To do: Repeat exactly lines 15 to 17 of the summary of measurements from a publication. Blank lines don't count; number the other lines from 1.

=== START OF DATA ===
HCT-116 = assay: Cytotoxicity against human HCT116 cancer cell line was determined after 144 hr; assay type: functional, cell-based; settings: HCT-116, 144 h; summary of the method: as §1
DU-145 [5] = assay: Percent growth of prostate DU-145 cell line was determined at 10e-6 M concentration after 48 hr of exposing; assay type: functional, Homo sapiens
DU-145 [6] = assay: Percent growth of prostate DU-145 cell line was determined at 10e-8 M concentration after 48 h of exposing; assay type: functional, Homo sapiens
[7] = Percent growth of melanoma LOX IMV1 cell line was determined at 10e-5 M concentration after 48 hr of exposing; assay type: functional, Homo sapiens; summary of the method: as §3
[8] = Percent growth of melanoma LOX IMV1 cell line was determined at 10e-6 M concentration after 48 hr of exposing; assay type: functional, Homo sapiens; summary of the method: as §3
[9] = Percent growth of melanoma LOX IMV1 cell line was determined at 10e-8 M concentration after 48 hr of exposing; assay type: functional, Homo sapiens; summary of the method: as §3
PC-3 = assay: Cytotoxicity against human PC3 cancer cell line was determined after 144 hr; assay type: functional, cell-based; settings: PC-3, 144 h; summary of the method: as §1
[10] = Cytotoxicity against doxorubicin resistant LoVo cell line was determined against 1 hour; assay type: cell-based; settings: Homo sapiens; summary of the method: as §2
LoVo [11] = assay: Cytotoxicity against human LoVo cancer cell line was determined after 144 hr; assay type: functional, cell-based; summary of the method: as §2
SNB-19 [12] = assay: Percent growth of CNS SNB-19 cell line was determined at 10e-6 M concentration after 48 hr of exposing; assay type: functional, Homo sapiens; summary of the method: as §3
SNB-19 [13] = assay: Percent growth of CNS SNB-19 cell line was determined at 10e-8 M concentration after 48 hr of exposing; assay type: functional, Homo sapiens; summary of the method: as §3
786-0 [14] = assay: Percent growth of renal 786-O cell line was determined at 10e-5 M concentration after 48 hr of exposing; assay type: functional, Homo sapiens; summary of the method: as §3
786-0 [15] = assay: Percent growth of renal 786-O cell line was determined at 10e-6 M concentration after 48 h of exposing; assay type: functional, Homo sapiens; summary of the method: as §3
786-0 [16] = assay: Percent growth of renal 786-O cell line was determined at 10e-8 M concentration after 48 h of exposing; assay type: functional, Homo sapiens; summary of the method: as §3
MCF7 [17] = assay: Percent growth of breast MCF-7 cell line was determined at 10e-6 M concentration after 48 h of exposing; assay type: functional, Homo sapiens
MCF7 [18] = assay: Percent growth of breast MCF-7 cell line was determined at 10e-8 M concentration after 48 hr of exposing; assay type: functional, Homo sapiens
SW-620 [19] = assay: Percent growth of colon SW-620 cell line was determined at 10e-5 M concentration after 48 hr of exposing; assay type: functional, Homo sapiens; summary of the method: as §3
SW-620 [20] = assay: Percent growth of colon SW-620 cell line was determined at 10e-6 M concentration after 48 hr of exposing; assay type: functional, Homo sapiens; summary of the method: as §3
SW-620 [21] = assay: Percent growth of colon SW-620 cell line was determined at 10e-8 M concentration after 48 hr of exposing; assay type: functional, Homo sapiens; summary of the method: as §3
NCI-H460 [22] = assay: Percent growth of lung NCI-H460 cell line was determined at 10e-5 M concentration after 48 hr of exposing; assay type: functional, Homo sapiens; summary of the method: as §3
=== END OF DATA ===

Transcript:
MCF7 [17] = assay: Percent growth of breast MCF-7 cell line was determined at 10e-6 M concentration after 48 h of exposing; assay type: functional, Homo sapiens
MCF7 [18] = assay: Percent growth of breast MCF-7 cell line was determined at 10e-8 M concentration after 48 hr of exposing; assay type: functional, Homo sapiens
SW-620 [19] = assay: Percent growth of colon SW-620 cell line was determined at 10e-5 M concentration after 48 hr of exposing; assay type: functional, Homo sapiens; summary of the method: as §3